Moi Girls School Closed as Police Investigate Alleged Rape Of 3 Students
Moi Girls School Closed as Police Investigate Alleged Rape Of 3 Students

Police are looking into the alleged rape of three Moi Girls Nairobi Secondary School students.

The students are said to have been assaulted at around 2 a.m in the area between the washrooms and their dormitories.

They were taken to Nairobi Women’s Hospital for tests and later referred to Kenyatta National Hospital for further tests.

One of the girls said the attacker was brown in complexion. The school administration is said to have downplayed the incident, which they say they got wind of at around 5 a.m, claims the girls have refuted.

“The teachers are ridiculing us instead of coming to our help…. We better be allowed to go home where our security is assured,” one student shouted.

Some parents reportedly made their way to the school after learning about the morning incident.

Ellias Abdi, the Nairobi county director of education assured the girls of their safety but was shouted down by the rather agitated students.

Detectives are looking to find out whether the alleged attacker is really an outsider or is one of the school workers.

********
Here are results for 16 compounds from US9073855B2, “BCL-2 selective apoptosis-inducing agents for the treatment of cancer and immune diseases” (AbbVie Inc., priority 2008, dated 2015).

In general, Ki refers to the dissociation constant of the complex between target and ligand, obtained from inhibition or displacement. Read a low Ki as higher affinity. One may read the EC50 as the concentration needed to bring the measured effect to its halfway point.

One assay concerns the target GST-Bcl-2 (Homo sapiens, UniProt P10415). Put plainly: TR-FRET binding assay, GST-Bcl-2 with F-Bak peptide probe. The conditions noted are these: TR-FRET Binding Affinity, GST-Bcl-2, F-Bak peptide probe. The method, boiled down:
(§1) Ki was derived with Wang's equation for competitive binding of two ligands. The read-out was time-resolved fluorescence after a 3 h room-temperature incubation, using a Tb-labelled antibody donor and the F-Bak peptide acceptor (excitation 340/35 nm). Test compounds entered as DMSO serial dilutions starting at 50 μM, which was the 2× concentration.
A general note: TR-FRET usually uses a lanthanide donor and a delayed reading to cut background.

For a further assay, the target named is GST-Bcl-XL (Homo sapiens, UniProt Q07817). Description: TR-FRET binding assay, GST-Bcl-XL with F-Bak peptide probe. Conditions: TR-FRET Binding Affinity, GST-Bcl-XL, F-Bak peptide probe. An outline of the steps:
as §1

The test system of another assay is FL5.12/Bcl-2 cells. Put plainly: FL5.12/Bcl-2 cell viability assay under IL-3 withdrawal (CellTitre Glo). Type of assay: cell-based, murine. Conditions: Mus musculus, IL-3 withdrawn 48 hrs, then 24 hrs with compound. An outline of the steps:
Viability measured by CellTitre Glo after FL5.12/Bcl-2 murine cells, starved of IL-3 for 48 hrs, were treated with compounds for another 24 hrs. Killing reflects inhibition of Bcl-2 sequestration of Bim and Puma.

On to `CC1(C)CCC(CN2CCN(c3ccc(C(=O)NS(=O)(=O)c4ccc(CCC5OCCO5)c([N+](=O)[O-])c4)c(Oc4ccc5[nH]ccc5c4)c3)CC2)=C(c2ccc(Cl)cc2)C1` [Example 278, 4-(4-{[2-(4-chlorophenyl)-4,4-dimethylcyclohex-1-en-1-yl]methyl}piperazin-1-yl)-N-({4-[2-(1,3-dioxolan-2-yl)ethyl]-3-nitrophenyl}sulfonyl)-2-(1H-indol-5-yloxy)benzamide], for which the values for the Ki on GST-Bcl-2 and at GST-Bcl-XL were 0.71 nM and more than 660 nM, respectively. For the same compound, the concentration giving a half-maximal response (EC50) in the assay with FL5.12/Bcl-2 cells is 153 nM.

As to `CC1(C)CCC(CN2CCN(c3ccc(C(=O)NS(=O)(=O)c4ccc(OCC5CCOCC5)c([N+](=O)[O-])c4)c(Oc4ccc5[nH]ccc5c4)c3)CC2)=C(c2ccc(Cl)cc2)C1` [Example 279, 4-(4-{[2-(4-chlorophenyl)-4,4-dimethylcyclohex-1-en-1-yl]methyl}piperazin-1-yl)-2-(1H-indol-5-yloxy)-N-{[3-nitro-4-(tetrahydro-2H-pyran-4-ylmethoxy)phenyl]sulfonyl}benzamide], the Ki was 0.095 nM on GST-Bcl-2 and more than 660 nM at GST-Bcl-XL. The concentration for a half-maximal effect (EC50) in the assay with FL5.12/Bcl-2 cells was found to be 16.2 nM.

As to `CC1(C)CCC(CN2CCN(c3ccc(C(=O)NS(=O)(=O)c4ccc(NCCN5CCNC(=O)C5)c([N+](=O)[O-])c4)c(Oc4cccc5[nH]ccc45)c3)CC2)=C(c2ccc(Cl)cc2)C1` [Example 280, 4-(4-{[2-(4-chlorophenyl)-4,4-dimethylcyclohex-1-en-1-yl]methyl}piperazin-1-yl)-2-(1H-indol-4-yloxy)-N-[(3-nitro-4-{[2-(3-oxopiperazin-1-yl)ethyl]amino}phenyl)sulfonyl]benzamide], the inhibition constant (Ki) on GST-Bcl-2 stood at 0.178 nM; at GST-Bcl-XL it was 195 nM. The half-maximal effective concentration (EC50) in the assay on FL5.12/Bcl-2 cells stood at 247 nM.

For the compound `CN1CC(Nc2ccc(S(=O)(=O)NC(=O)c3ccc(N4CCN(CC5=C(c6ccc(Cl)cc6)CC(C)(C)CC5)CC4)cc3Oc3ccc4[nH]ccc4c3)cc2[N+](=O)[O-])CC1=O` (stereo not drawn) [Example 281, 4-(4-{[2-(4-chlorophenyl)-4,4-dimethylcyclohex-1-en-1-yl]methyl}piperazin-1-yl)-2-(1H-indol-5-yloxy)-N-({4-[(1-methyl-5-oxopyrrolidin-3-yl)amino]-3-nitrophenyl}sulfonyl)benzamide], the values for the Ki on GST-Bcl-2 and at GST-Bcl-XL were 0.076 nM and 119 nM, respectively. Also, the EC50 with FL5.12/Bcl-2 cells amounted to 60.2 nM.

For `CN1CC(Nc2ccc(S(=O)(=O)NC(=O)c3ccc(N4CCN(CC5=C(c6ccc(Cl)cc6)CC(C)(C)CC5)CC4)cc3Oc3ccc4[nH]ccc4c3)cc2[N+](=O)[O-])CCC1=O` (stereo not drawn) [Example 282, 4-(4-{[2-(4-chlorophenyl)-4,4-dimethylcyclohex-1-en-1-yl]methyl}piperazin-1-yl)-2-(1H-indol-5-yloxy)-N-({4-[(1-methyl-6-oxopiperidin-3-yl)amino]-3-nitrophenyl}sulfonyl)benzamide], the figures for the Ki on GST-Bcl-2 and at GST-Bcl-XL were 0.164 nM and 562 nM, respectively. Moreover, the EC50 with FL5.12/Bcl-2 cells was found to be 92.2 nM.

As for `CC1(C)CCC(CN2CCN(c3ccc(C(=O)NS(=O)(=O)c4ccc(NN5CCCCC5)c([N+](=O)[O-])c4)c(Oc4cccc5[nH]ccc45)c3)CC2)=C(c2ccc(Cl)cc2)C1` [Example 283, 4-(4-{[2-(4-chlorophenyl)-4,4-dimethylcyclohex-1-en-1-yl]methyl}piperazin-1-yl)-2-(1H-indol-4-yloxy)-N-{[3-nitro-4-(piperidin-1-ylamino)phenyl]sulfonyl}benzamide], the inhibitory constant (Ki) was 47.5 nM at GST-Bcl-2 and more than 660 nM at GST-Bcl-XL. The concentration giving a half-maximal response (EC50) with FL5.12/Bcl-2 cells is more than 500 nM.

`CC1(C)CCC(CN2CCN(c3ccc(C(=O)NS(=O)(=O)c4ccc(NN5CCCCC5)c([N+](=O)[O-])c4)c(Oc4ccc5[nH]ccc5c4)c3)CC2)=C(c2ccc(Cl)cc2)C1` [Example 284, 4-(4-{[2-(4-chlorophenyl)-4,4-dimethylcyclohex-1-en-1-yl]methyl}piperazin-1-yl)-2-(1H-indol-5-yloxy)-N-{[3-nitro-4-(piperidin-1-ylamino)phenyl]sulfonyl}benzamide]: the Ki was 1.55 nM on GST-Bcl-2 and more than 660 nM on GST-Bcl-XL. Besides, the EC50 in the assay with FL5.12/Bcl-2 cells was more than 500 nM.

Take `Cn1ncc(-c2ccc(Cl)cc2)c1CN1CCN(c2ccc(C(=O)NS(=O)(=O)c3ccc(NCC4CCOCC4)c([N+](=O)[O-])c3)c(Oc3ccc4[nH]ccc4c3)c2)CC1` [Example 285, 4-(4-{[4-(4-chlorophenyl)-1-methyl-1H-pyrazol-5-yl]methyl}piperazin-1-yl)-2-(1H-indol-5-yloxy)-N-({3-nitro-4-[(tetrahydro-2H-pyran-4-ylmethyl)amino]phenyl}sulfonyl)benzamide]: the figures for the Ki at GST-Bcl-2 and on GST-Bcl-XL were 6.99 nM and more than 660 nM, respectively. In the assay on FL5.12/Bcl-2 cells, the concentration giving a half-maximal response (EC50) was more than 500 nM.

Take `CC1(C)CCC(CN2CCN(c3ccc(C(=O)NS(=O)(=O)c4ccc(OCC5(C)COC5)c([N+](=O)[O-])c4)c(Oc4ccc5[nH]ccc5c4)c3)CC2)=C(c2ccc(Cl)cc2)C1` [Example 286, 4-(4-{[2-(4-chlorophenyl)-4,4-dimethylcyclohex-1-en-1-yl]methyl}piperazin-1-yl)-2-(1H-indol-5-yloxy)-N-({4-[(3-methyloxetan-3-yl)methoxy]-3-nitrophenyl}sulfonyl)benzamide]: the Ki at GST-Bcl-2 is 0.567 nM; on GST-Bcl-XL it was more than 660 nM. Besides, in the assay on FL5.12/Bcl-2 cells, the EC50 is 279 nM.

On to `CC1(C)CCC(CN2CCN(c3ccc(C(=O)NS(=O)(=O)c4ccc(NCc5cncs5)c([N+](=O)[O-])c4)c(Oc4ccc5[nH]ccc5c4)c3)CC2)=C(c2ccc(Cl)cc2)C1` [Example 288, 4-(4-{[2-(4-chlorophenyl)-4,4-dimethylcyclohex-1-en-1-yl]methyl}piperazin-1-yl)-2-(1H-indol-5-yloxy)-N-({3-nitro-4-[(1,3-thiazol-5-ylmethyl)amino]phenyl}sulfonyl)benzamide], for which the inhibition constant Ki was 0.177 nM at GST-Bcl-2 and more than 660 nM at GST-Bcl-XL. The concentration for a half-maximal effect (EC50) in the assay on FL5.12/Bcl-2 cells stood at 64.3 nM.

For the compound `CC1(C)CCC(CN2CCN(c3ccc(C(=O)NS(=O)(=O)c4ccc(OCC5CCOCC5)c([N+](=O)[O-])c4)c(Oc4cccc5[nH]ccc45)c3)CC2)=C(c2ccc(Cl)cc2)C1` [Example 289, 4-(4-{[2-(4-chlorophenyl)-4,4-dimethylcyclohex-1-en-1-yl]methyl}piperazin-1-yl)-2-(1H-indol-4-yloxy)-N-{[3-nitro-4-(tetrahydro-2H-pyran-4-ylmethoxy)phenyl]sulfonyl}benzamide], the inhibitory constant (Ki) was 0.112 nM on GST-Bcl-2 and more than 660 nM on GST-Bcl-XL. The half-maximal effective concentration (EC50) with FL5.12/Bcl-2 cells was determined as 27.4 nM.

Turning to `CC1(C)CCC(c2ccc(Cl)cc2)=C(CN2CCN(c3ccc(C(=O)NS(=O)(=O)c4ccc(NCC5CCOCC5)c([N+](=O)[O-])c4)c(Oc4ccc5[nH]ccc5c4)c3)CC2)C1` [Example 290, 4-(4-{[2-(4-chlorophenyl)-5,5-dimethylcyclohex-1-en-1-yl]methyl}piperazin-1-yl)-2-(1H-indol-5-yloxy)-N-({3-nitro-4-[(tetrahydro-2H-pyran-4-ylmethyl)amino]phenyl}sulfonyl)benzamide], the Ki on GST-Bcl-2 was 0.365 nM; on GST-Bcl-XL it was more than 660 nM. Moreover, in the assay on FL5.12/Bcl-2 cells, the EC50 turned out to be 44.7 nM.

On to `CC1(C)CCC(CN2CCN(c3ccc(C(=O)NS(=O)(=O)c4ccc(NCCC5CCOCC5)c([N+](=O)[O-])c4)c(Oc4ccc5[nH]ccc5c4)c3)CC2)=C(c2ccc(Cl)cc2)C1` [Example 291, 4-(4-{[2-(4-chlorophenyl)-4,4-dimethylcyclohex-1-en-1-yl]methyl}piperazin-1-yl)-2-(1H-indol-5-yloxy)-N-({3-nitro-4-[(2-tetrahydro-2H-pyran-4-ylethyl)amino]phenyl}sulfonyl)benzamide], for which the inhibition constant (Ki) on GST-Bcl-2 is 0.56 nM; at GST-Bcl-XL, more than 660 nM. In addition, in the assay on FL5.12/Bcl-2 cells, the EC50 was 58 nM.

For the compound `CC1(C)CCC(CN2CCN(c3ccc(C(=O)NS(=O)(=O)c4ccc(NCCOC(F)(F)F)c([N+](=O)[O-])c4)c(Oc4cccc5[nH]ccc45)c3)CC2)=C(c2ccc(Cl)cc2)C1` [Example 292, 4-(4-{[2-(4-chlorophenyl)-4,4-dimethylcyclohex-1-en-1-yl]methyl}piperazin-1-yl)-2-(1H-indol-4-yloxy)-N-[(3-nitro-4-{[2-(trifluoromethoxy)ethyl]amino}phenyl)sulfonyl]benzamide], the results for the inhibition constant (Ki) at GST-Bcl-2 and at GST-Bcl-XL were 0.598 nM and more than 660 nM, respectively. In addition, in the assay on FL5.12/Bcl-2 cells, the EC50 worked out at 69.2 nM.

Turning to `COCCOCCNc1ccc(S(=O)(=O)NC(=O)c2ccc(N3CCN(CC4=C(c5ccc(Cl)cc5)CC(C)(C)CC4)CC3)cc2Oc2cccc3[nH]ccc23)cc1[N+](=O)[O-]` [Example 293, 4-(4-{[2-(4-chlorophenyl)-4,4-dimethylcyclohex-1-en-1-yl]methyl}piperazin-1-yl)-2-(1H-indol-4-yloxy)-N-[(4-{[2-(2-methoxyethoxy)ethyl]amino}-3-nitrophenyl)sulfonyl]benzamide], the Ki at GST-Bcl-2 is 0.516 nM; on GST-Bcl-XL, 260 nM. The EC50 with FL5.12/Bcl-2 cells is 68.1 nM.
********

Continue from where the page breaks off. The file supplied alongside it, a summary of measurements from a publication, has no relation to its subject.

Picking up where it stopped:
It has also been reported that the perimeter wall separating the school from the bars, lodges near the school was last week demolished by unauthorized individual. Sleuths suspect that its demolition was a ploy developed to help drug dealers, crooks gain access into the school.

The piece of land where the businesses sat in Woodley Estate has been subject to a court tussle for the past ten years now.

Police says that on the other side of the fence where the Moi Girls field is, were empty bottles of alcohol, cigarette filters and substances believed to be drugs.

An officer investigating the fire incident that took place late last year leaving 11 girls dead said that there is a clear footpath that shows there has been activity near the school’s perimeter wall that is now broken.

On September 12, 2012 parents and guardians wrote to National Environment Management Authority, NEMA, complaining about the ‘insecurity and indiscipline in kiosks surrounding the school’ but no action was taken.

They complained about a bar situated a few metres from the learning institution, Zam Zam bar. They sought NEMA’s help in a bid to save their daughters from the rot that comes with bars.

The girls’ parents camped outside the school demanding to take their children home with them.


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